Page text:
A rules-based order may generally be understood as a shared commitment by States to conduct their activities in accordance with an existing set of rules.
The rules-based order is underpinned by a system of global governance that has developed since the Second World War.
The United Nations is considered to be at the heart of this rules-based order.
RBO seems to be a broader term than international law which is defined as legally binding rules that are based on, and require the consent of each individual State.
It seems to include both traditional international law rules, and what is usually referred to as “soft law” – legally non-binding political commitments.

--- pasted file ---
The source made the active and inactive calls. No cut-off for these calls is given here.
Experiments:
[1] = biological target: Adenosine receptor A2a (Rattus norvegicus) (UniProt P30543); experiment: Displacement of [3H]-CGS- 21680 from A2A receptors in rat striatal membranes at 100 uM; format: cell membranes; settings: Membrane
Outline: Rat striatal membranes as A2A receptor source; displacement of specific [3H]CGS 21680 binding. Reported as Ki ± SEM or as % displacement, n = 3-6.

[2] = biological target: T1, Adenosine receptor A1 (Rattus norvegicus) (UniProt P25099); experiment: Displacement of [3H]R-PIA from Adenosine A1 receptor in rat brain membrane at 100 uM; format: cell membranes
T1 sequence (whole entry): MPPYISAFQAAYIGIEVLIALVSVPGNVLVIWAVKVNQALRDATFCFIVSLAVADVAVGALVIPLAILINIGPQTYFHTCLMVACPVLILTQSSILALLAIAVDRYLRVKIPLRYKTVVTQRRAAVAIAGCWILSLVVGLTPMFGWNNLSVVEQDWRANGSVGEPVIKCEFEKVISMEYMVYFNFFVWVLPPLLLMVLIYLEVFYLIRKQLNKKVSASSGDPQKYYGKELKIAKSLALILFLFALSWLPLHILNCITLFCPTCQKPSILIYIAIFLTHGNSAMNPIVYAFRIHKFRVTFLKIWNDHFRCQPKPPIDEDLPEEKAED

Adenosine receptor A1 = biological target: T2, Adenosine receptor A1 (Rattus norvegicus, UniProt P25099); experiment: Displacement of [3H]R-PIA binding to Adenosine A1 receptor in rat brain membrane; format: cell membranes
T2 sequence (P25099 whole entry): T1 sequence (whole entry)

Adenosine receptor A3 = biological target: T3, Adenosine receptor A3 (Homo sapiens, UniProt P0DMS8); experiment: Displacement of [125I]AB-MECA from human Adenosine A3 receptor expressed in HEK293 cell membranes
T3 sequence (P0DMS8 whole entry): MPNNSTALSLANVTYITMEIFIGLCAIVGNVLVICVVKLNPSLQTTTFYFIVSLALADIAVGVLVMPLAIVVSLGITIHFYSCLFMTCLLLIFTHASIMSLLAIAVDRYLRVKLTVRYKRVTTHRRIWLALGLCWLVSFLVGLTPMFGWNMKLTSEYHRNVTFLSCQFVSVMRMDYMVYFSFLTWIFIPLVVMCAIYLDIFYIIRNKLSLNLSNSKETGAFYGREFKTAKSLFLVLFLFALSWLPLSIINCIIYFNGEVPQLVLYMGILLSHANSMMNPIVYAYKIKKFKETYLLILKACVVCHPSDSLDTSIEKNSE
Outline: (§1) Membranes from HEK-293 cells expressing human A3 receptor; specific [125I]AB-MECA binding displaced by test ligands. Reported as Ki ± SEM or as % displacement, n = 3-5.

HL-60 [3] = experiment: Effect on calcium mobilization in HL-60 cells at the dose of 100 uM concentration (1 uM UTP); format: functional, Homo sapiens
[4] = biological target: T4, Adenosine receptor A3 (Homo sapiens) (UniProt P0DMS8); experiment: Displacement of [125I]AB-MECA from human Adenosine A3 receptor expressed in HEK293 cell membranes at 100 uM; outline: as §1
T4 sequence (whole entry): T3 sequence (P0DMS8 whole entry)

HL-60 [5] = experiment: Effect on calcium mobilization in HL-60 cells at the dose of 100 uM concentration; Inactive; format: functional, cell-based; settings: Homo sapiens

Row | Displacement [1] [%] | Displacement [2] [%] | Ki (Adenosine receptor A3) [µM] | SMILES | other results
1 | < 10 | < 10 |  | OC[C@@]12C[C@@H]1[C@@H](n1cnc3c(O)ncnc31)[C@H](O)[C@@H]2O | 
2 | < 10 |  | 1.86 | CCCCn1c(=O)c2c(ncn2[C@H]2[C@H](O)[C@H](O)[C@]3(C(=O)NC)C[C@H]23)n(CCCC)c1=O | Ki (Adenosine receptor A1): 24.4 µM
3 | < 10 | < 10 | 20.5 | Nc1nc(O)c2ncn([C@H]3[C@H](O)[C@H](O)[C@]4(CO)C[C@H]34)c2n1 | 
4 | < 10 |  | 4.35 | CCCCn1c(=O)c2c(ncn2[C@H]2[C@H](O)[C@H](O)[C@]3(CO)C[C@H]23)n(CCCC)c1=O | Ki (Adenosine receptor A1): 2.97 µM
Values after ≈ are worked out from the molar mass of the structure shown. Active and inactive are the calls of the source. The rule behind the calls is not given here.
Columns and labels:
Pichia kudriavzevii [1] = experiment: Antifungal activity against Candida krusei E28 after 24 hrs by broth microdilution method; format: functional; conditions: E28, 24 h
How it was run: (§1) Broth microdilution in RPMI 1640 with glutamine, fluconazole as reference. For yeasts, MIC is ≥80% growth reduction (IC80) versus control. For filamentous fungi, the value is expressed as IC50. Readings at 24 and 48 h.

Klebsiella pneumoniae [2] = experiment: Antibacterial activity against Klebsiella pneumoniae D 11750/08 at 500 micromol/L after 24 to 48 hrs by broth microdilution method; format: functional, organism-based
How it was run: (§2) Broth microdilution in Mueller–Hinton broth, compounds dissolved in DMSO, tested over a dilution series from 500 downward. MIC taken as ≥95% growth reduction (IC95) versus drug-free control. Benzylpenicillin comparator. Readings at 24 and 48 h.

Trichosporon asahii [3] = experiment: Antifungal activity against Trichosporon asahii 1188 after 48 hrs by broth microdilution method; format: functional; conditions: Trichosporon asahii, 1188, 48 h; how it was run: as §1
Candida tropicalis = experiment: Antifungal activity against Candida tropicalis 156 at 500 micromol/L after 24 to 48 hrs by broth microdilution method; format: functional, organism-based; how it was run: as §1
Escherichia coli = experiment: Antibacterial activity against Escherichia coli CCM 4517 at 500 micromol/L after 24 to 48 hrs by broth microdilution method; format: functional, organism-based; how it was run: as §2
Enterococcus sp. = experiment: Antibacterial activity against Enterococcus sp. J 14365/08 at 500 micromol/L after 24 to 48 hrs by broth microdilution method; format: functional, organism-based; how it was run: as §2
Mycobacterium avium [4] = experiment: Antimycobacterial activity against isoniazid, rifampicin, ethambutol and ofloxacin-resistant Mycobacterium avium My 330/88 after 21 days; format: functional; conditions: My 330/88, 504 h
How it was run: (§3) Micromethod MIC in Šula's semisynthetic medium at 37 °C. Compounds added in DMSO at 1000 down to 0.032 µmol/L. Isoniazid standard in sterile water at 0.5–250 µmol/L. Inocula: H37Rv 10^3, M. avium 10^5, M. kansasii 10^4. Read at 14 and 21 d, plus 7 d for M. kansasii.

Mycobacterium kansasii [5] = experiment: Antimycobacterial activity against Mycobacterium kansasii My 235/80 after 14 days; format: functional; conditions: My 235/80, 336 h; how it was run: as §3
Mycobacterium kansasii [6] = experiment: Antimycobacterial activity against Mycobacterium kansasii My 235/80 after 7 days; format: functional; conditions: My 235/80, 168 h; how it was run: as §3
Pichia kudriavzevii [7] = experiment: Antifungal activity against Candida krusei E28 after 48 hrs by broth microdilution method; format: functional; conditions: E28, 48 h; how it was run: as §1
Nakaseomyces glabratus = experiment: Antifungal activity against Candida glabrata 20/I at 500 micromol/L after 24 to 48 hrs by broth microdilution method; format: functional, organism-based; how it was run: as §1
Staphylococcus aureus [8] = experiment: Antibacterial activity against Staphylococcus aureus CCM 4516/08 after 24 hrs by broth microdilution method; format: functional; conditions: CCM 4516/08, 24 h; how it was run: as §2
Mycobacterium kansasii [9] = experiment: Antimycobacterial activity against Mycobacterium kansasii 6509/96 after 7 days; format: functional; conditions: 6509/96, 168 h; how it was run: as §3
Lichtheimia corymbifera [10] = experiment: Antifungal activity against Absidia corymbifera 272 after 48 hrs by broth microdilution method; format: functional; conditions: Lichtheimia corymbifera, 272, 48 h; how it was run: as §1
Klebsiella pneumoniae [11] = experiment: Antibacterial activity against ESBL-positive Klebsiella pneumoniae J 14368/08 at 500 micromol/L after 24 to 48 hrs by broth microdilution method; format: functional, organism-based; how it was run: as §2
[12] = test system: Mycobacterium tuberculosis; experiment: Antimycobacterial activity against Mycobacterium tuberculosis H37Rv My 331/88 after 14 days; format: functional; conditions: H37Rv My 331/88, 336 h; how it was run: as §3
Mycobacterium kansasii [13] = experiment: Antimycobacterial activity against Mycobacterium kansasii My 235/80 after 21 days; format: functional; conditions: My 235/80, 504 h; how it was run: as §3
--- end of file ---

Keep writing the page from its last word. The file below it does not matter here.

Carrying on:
The term “rules-based order” blurs the distinction between binding and non-binding rules, giving the impression that all States and international actors are subject to this order, irrespective of whether or not they have consented to these rules.
While international law is general and universal, the “rules-based order” seems to allow for special rules in special – sui generis – cases.